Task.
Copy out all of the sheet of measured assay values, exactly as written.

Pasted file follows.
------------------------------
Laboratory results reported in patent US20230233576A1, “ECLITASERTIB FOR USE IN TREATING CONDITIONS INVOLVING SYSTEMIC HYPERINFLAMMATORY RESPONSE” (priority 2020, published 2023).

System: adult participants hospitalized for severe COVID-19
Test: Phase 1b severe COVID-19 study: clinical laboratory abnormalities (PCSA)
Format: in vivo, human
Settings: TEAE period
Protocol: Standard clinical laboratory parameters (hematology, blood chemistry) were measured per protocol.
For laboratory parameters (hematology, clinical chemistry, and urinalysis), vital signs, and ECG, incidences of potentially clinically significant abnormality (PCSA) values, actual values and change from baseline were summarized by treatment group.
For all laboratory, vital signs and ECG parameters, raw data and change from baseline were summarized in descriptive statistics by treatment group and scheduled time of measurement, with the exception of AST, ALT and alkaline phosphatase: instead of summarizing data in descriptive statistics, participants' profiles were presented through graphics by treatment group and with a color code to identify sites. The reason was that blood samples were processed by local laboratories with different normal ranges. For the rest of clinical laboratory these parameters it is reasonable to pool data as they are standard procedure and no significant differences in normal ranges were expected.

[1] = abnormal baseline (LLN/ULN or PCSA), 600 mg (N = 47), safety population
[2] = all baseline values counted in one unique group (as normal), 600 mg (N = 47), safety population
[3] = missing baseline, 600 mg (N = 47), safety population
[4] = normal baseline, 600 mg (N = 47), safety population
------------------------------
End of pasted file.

Laboratory results reported in patent US20230233576A1, “ECLITASERTIB FOR USE IN TREATING CONDITIONS INVOLVING SYSTEMIC HYPERINFLAMMATORY RESPONSE” (priority 2020, published 2023).

System: adult participants hospitalized for severe COVID-19
Test: Phase 1b severe COVID-19 study: clinical laboratory abnormalities (PCSA)
Format: in vivo, human
Settings: TEAE period
Protocol: Standard clinical laboratory parameters (hematology, blood chemistry) were measured per protocol.
For laboratory parameters (hematology, clinical chemistry, and urinalysis), vital signs, and ECG, incidences of potentially clinically significant abnormality (PCSA) values, actual values and change from baseline were summarized by treatment group.
For all laboratory, vital signs and ECG parameters, raw data and change from baseline were summarized in descriptive statistics by treatment group and scheduled time of measurement, with the exception of AST, ALT and alkaline phosphatase: instead of summarizing data in descriptive statistics, participants' profiles were presented through graphics by treatment group and with a color code to identify sites. The reason was that blood samples were processed by local laboratories with different normal ranges. For the rest of clinical laboratory these parameters it is reasonable to pool data as they are standard procedure and no significant differences in normal ranges were expected.

[1] = abnormal baseline (LLN/ULN or PCSA), 600 mg (N = 47), safety population
[2] = all baseline values counted in one unique group (as normal), 600 mg (N = 47), safety population
[3] = missing baseline, 600 mg (N = 47), safety population
[4] = normal baseline, 600 mg (N = 47), safety population